Rents charged by private landlords could be capped

Dmytro Morykit and Hazel Cameron's move to Perthshire was prompted by disputes with Edinburgh letting agencies. Picture: Neil Hanna
Dmytro Morykit and Hazel Cameron's move to Perthshire was prompted by disputes with Edinburgh letting agencies. Picture: Neil Hanna
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A CONSULTATION on tenancy reform has been launched by the Scottish Government in the first major overhaul of legislation in the private rented sector for 25 years.

The paper, New Tenancy for the Private Sector, is part of the Government’s commitment to reform the sector by “enabling more effective regulation, applying tougher enforcement and attracting new investment”.

Launched by housing minister Margaret Burgess, it aims to give tenants greater security. Under the proposals, any notice to quit will be linked to how long the tenant has lived in the property and there is also the possibility of rent controls.These two proposals have been welcomed by tenants’ groups and housing charities.

Shelter Scotland policy and research manager Rosemary Brotchie said: “This consultation will benefit everyone in the industry, tenants and landlords alike. Too often we focus on rogue landlords but the majority act within the law and many welcome simpler and more modern terms of regulation.”

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The Edinburgh Private Tenants Action Group (Eptag) welcomed the possible scrapping of “no-fault” repossession. Under this clause, landlords can currently reclaim their property simply because a fixed rental term has ended.

Eptag secretary Jon Black said: “This has been a long time in coming. We are glad that the no-fault ground for repossession is being looked at. In a lot of cases, tenants can struggle to pay their rent and making them homeless doesn’t help. This review should have a massive impact on what is in place now.”

The consultation also proposes notices to quit be lengthened. At present, landlords and tenants must give notice to quit of between 28 and 40 days.

Under new proposals, landlords would have to give tenants four weeks’ notice for those who had been in the property six months or less; eight weeks’ for tenants of between six months and two years; 12 weeks’ for tenants of between two and five years; and 16 weeks’ notice for tenants of over five years.

However, a tenant who has missed three months’ rent, is anti-social or has breached their tenancy agreement would be given 28 days’ notice to quit regardless of length of tenure.

The Scottish Association of Landlords has welcomed the debate but has “serious objections” to proposals to end a landlord’s right to terminate a tenancy at the end of a lease.

Chief executive John Blackwood also raised concerns about the effect of reform on the Edinburgh market, which relies on student stock being available to festival-goers each summer.

He said: “Such proposals will have a negative effect on private landlords renting to students, who need to terminate tenancies at the end of the academic year. This, combined with a threat of rent controls, will deter landlords from investing in the sector and drive many to selling up and exiting the market.

“We are astonished that as we struggle to find much needed housing for people in Scotland, the Scottish Government seems even more determined to reduce the supply of housing by proposing legislation that will only seek to encourage good landlords to invest outwith Scotland or sell up altogether.”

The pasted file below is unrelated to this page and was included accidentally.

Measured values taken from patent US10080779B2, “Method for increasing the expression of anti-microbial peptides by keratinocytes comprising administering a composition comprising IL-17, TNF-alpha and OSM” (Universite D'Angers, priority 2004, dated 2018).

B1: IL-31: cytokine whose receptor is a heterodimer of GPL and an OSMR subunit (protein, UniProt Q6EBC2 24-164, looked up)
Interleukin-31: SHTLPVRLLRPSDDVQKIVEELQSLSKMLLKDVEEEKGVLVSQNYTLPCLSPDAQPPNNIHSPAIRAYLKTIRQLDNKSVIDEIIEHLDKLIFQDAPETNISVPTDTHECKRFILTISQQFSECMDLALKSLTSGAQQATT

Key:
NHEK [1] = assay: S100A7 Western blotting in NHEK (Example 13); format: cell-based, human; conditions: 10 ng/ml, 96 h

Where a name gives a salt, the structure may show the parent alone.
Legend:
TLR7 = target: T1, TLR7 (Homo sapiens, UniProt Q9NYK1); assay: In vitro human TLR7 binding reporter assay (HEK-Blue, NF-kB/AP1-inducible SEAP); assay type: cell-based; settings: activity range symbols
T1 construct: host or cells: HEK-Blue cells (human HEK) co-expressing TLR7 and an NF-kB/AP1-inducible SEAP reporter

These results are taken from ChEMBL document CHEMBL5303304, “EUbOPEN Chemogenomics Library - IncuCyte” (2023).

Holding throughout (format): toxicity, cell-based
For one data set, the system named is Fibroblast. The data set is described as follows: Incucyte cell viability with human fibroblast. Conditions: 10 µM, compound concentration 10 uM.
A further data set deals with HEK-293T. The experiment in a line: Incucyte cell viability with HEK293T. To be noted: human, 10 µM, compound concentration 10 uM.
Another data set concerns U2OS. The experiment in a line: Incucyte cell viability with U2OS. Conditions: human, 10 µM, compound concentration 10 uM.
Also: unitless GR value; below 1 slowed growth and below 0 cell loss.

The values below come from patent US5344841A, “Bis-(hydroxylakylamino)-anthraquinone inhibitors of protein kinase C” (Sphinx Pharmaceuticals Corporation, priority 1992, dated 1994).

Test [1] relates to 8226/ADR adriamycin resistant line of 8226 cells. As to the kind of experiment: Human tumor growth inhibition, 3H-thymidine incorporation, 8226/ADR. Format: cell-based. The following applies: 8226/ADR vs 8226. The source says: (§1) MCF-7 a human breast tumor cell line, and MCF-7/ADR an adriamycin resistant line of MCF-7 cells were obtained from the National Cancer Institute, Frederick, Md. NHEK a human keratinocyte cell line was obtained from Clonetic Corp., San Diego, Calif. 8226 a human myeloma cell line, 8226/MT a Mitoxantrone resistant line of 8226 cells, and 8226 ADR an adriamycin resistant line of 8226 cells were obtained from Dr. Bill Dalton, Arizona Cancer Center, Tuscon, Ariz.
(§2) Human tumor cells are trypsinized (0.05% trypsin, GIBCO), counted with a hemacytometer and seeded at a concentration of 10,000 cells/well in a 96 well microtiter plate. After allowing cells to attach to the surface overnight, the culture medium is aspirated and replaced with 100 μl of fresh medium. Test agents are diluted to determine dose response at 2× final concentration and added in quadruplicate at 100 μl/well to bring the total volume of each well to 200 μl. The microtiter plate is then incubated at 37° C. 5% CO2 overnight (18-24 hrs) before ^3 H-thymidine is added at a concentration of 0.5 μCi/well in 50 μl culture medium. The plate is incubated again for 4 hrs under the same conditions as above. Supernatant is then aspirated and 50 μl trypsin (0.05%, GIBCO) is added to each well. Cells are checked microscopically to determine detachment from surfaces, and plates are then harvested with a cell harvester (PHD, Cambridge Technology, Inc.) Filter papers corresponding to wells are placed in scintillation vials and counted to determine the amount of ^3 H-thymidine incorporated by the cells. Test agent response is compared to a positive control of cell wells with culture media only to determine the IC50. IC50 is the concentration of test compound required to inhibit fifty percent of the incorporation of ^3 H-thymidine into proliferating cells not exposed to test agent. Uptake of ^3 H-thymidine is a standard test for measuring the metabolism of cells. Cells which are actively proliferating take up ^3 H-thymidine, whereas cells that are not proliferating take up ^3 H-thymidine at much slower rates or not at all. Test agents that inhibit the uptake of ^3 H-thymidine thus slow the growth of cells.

The consultation will run until 28 December and can be viewed at www.scotland.gov.uk.

CASE STUDY

‘We had to go to court. It was a terrible experience’

Dmytro Morykit, 57, and Hazel Cameron, 51, had rented in Edinburgh for many years but, after a series of bitter disputes with landlords, decided to move to the tranquil surroundings of Comrie in Perthshire.

The couple’s problems began in 2011 when their letting agency informed pianist and composer Mr Morykit, his wife and his elderly parents that they had just two months to leave their home of nine years in the city’s Randolph Crescent.

Mr Morykit’s 81-year old mother was at the time suffering the early stages of dementia. He said: “It became such a terrible stress trying to hide it from [my parents] when every day the letting agents were ringing us and demanding that we get out.

“There are not enough expletives in the English language to describe what these agents are like. They harassed us, it’s not easy to find suitable accommodation for four adults at the drop of a hat – two of whom are very elderly.

“We eventually moved into another flat with a different letting agency. We requested a long-term lease and we were told no problem. However, within two years we were again being told to get out. The neighbours then informed us that the landlord had asked the letting agent for short lease tenants only as he always intended to sell. The agency never made any mention of this detail to us.

“They then tried to keep the £4,000 we had given them – deposit, three months’ rent and ‘illegal’ administrative fees – we had to go to court and were awarded £400. It was a terrible experience.”

Mrs Morykit, a poet, said of the couple’s decision to move to Perthshire: “For those not involved in the private rented sector, most would be horrified by the amount of criminal and amoral behaviour by agents and landlords who abuse the need for a home.

“I’ve rented privately for over 30 years and always had a good relationship with my landlords so it came as a surprise to discover the scale of this problem in Edinburgh. Even agents who display a respectable veneer regularly break the law and treat tenants with contempt.

“Here in Perthshire our landlord is a lot more agreeable. I’m glad the government is looking at the issue of tenancy reform because tenants in the rented sector have very little rights and are being taken advantage of by landlords.”